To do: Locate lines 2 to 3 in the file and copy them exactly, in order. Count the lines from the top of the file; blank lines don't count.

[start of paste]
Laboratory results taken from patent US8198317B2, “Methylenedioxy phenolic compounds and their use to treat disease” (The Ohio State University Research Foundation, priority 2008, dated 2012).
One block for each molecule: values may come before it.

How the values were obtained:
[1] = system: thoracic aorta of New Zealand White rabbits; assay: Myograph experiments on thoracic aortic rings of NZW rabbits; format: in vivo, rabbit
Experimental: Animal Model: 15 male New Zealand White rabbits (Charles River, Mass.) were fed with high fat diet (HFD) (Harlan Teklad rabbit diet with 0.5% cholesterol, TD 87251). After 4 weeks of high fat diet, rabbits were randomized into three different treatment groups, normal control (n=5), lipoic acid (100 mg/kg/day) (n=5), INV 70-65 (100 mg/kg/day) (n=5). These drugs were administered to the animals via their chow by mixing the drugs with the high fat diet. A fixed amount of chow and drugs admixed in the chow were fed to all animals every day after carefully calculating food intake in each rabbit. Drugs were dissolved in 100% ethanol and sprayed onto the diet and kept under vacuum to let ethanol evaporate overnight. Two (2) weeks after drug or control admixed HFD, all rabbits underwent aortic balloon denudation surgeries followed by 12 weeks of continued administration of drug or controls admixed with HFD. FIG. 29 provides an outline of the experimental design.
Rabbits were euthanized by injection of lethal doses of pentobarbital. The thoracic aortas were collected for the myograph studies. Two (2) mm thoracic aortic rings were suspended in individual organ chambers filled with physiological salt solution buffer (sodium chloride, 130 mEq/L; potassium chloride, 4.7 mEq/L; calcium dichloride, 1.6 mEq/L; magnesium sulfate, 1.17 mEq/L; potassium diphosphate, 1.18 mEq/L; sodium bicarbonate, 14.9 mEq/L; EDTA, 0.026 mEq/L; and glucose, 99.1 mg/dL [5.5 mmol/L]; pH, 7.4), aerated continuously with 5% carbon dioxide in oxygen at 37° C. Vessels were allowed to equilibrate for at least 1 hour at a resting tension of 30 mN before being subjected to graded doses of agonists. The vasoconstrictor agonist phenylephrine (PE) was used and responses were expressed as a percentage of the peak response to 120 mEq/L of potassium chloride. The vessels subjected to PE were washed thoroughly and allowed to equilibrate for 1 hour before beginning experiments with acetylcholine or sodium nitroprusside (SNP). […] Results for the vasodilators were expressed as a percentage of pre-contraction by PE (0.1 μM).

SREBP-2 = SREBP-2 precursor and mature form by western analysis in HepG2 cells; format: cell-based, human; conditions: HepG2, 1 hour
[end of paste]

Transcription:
One block for each molecule: values may come before it.

How the values were obtained: